Edward Dressel: 4:31
I like that. Kristin, tell me about your role as a relationship manager--what you enjoy about that.
Kristin Abell: 4:36
So I would say my favorite thing about being on the service side of the business, is the opportunity for me to help support those small and midsized business owners who would typically not coin themselves a 401k expert in any sense of the word. It's nice to be able to go out and truly make a difference for them and their plan participants, give insights and support in areas that are the holes are left among our competitors in the industry. Not a lot of attention is typically paid to these small and midsize companies. And one other thing I was going to say is that, even though these companies are small, it seems that the Department of Labor and the IRS regulations seemed to require them to be 401k experts. So these are the people that need our type of support the most.
Edward Dressel: 5:21
So Kristin, what obstacles do you find in your business?
Kristin Abell: 5:24
Well, I would say that dealing with people who are not 401k experts, These are small companies that don't necessarily have a dedicated HR department. So getting them even to take the time to sit down and go through the 401k, help design a custom participant education plan, can be difficult. And then, from a participant standpoint, there's a lot of obstacles that I see in a daily basis. There's employees that are getting bad information from a coworker. That's one of the biggest problems. Maybe they're using Google to do all of their financial research, and they're going by really outdated information or information that doesn't apply to them, given our situation. We also have a lot of employees that are setting their 401k deferral rate when they first began employment, and they never go back to make any adjustments to that. They may work for the company 25-30 years, and they're still with the 3% deferral rate that they chose when they first came on board. By the time they realize that they've made this kind of error, that they haven't saved enough, it's too late and it's a devastating picture for them. It's really sad. So gaining that participant engagement, finding ways to really deliver the information so that the participant is engaged with it, it makes sense to them and that they have the confidence to go in and make the proper adjustments to their 401k account to save the proper amount is key.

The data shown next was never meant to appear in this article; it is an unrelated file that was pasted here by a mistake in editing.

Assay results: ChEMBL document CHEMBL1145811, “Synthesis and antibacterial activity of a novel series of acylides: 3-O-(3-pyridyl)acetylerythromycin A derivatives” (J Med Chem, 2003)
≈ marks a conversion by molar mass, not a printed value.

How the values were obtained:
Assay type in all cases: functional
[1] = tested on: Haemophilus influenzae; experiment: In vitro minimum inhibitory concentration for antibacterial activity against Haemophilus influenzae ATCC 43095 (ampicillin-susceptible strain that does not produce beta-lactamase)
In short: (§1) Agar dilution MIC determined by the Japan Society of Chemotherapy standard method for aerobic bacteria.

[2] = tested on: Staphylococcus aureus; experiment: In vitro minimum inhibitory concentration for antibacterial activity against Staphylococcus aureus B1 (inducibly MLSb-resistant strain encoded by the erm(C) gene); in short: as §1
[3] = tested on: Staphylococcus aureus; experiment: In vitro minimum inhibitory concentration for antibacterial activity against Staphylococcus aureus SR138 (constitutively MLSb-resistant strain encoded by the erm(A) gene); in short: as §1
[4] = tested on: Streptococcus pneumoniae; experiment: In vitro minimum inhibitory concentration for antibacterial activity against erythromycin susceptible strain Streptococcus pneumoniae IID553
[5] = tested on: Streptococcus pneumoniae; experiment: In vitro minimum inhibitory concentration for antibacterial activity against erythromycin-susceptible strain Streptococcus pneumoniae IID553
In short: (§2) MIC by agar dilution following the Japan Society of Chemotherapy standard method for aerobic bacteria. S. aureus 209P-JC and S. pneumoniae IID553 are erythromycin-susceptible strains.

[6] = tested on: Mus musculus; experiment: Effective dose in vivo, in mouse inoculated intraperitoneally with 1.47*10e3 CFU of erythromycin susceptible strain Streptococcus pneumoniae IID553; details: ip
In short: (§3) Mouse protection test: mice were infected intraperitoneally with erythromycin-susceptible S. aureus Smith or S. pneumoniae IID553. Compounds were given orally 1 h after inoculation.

Edward Dressel: 6:53
How are you getting them to change their deferrals more proactively?
Kristin Abell: 6:57
I would say the best way is to study the demographics of the employees that are at the company. There's typically a mixture of education level savviness when it comes to investing. So you need to be direct in your approach with those employees. Give them several different pathways to to gather that information. There are some companies where the participants respond very well to going through an online Wizard to set up their account, and there are others that really need more hands on support. But where we see the most success is where we're able to make the information personal. So if we can capture that participant's referral rate, their compensation, we can show them a projected retirement account savings balance that they're going to have a shortfall at age 68--that participant is more apt to make a change in that situation then just telling them to go out to our website, do the information, do the research themselves and figure out where they need to be.
Edward Dressel: 8:02
So, Adam, you look at the business a little bit different than Kristin.What perspectives do you have on the obstacles you find?
Adam San Juan: 8:09